LAS VEGAS (KLAS) — Over 180 people have lost their lives on Clark County roads this year and out of those deaths, 55 were pedestrians, according to the Department of Public Safety.
That number is already higher than the total number of fatalities in 2022. University of Nevada, Las Vegas’s Director of Road Equity Alliance Project Erin Breen said it’s a two-way street.
“What we are seeing is cars going too fast, drivers that are distracted, pedestrians not where they belong, and impairment on both sides of that,” Breen said.
Metro police have reported an increase in deadly collisions year over year. In 2022, “pedestrian error “and “failure to yield right of way” were neck and neck.
“We’re coming off of the deadliest month in my 27-year career for pedestrians,” Breen said. “We had two children killed in the last month.”
Clark County Commissioner Micheal Naft is also reminding the community to take extra precautions, as the number of road deaths has spiked across the Las Vegas valley.
“Just this last weekend we crossed over to some really dark territory, marking a year-over-year increase in fatalities on our roadways that extends to pedestrians,” Naft explained. “Eleven pedestrians in one month’s time and it’s one of the worst that I can remember and it’s just getting worse and that’s a call for action for us to step up our efforts, that’s everything from the way our roads are designed, engineered and built.”
While a severe car crash can happen anywhere, some roads are more dangerous than others, like Boulder Highway due to a lack of sidewalks, speeding drivers, and more.
“It has some really entrenched challenges like the dip in the middle of the road that makes it harder to see pedestrians, there’s a lot of challenges with Boulder highway but the good news is we know what works, we know better lighting helps. We know reduced speeds improve your likelihood of living. We know the implementations and what we need to do to improve this problem,” Naft added. “Now it’s just the matter of getting all of us on the same page and I mean all of us like the county, city the state, all of the stakeholders, everybody who uses our roadway system in how we can do a better job in keeping people alive and avoiding serious injury on our roads.”
The most recent crash earlier this month became a mess for early morning commuters as Nevada State police responded to two crashes, one on Boulder Highway and one on Eastern Avenue, leaving only one lane open.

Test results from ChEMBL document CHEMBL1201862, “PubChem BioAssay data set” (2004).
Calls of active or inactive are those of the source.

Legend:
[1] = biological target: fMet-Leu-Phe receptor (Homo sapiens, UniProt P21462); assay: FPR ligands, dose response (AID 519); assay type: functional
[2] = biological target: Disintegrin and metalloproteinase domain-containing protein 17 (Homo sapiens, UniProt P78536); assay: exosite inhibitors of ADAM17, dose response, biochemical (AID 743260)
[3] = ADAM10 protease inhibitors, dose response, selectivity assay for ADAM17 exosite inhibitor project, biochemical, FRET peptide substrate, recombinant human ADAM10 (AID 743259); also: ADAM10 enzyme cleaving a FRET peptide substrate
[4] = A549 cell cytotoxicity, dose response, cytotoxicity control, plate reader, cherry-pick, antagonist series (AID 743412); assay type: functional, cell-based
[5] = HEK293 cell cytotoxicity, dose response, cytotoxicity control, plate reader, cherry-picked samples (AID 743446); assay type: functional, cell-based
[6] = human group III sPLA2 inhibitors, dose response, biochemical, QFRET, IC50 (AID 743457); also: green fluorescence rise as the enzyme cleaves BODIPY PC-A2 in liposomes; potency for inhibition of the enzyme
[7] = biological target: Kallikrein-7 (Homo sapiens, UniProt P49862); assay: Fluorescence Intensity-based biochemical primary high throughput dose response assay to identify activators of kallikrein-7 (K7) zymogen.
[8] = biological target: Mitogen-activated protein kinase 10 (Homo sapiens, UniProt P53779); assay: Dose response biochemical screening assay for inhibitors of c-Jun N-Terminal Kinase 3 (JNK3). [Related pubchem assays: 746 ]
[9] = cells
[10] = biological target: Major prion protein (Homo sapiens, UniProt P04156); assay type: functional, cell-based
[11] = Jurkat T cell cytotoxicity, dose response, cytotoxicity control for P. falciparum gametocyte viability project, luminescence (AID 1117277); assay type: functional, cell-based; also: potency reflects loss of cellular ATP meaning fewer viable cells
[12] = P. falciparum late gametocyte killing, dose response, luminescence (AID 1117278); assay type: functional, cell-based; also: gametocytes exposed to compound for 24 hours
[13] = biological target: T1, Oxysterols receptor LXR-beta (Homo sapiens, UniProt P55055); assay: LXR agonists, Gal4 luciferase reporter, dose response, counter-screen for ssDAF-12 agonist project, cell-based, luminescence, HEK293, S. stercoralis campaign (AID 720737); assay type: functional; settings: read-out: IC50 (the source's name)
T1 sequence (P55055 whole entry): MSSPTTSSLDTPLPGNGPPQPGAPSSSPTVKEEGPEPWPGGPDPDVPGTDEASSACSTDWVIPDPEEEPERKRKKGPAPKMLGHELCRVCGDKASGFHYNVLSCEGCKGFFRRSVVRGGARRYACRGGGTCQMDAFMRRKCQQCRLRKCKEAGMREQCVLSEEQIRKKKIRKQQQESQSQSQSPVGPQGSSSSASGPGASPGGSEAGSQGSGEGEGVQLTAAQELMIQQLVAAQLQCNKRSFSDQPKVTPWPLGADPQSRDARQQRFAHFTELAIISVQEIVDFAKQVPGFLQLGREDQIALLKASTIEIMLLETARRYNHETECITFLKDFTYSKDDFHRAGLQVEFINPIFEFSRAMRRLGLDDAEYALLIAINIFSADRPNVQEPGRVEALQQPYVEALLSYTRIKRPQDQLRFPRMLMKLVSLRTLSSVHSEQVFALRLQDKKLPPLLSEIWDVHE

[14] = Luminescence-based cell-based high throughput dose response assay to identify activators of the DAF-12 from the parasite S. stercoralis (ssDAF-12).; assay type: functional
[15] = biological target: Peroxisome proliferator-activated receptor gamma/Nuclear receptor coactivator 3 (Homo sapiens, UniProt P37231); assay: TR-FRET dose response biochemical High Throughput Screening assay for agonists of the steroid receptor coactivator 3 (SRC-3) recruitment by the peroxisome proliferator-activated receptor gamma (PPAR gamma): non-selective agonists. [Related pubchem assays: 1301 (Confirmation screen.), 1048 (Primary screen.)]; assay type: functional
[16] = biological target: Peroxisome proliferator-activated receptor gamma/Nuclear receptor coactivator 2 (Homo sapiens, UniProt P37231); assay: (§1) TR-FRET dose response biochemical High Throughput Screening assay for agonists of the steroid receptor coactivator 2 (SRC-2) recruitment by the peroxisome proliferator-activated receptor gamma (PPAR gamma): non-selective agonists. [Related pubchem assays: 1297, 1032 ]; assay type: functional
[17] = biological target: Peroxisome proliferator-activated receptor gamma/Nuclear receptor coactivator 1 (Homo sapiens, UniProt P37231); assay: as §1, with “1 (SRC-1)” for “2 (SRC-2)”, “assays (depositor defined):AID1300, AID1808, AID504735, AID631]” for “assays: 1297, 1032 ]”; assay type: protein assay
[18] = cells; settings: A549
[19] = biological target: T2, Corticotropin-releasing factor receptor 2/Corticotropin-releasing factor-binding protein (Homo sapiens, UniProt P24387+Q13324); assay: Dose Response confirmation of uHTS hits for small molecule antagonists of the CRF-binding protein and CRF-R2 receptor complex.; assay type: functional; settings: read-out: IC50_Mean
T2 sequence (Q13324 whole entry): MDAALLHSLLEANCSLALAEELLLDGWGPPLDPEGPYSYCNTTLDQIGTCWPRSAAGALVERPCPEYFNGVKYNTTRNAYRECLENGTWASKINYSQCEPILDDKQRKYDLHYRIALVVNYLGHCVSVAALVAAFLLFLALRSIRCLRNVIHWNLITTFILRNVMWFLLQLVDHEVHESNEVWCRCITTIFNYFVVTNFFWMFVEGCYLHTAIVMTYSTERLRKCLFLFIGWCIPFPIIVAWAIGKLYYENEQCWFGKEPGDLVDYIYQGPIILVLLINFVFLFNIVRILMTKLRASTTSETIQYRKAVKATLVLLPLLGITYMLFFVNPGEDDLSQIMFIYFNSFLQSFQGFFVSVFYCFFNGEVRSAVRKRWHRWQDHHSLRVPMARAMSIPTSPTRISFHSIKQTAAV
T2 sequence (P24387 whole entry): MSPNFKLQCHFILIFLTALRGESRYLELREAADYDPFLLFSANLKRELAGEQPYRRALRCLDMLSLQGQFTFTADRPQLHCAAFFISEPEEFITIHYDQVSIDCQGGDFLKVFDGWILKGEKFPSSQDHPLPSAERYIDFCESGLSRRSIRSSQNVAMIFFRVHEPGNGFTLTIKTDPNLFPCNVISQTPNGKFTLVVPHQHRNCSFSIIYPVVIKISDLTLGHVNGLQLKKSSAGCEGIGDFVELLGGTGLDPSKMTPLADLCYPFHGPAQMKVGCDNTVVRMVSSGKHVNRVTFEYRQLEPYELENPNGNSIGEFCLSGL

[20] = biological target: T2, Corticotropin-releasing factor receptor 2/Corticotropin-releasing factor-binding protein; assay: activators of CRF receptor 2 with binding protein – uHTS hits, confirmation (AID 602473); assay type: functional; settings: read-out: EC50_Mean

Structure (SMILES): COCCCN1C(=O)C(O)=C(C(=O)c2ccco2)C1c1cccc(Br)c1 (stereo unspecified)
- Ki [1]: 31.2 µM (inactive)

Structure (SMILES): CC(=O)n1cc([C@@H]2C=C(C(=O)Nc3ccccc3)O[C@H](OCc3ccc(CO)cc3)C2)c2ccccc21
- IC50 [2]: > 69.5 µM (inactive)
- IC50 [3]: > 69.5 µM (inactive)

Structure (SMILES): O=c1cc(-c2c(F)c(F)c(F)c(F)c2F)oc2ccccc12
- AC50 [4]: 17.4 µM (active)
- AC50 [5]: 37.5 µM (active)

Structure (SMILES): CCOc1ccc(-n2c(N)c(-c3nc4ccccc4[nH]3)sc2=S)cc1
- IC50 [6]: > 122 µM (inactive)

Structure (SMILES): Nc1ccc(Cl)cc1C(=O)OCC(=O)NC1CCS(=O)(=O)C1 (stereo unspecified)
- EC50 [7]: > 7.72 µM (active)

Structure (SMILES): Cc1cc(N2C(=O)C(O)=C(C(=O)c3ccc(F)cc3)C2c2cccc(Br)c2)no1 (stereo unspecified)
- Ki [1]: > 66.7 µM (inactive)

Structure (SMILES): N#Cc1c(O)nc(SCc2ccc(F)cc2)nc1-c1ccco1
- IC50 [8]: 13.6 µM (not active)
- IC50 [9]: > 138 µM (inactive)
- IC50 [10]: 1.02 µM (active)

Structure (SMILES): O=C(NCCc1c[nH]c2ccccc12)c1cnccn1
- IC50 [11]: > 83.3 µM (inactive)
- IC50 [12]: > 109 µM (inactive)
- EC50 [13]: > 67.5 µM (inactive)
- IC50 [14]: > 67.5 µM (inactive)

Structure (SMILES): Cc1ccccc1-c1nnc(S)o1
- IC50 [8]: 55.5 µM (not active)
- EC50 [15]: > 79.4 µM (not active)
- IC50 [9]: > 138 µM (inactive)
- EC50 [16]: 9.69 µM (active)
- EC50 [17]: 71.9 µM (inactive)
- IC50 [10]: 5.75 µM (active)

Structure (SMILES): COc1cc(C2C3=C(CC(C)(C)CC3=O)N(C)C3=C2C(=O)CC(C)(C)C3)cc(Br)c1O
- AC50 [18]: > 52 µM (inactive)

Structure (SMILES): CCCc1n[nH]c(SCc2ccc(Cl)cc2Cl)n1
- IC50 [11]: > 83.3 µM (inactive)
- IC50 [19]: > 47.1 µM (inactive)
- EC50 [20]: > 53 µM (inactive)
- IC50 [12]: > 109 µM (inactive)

Back in May, a man killed off of Boulder Highway approaching Russell Road marked the 50th traffic death of 2023.
Boulder Highway closed in both directions for hours as police investigated.
Several agencies including the Clark County School District Police Department have joined forces with the Office of Traffic Safety to help save lives.
Captain Robert Mayer with CCSDPD said they’ve increased their presence in and around school zones to encourage drivers to slow down across the valley.
“My wish is to get drivers to slow down everywhere. It use to be Boulder Highway was the worst in the state but because of the engineering and enforcement programs that have occurred there focusing on the Boulder Highway area, we truly have been blessed there but we continue to have it move around the valley so I don’t want to pinpoint one area. I want drivers and parents to be responsible to take and do the most they can to treat every person, every child out there on the roadway as one of their family members to have a zero fatality year,” Captain Mayer said.
Change is underway as the City of Henderson is inviting residents to get information and provide input about the upcoming Reimagine Boulder Highway Project that is planned to begin next year.
Residents have two options to get involved, one of them being an invitation to an in-person meeting on Wednesday, Oct. 18 from 4 p.m. to 7 p.m. at the Valley View Recreation Center.
The second option is an online public meeting where the public can view exhibits, maps, and renderings, and learn more at any time. Residents will also be able to submit questions or comments online.
If you have a problem intersection in your area, you can put in a request through the City of Las Vegas’s Transportation Engineering Department.
For issues involving county roads, you can report issues to the Public Works Department.